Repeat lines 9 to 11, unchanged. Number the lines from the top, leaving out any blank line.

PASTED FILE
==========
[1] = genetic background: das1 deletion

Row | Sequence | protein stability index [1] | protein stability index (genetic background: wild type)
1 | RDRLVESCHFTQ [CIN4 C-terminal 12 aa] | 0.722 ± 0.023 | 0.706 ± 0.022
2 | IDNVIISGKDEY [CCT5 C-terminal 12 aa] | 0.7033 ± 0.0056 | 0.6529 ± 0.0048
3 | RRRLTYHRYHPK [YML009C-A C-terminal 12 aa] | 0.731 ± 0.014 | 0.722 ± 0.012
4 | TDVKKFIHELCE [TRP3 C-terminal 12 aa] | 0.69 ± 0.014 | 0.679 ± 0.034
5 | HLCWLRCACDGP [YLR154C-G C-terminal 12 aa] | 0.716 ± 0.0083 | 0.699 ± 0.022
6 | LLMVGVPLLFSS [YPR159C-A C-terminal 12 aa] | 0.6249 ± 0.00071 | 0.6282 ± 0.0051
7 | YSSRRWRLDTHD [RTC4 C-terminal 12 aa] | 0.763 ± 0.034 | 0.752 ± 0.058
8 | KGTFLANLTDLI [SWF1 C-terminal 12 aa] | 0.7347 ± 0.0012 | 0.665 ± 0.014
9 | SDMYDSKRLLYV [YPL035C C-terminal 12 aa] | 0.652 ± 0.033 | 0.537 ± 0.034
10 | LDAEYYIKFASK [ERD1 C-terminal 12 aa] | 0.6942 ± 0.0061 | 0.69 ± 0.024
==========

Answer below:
7 | YSSRRWRLDTHD [RTC4 C-terminal 12 aa] | 0.763 ± 0.034 | 0.752 ± 0.058
8 | KGTFLANLTDLI [SWF1 C-terminal 12 aa] | 0.7347 ± 0.0012 | 0.665 ± 0.014
9 | SDMYDSKRLLYV [YPL035C C-terminal 12 aa] | 0.652 ± 0.033 | 0.537 ± 0.034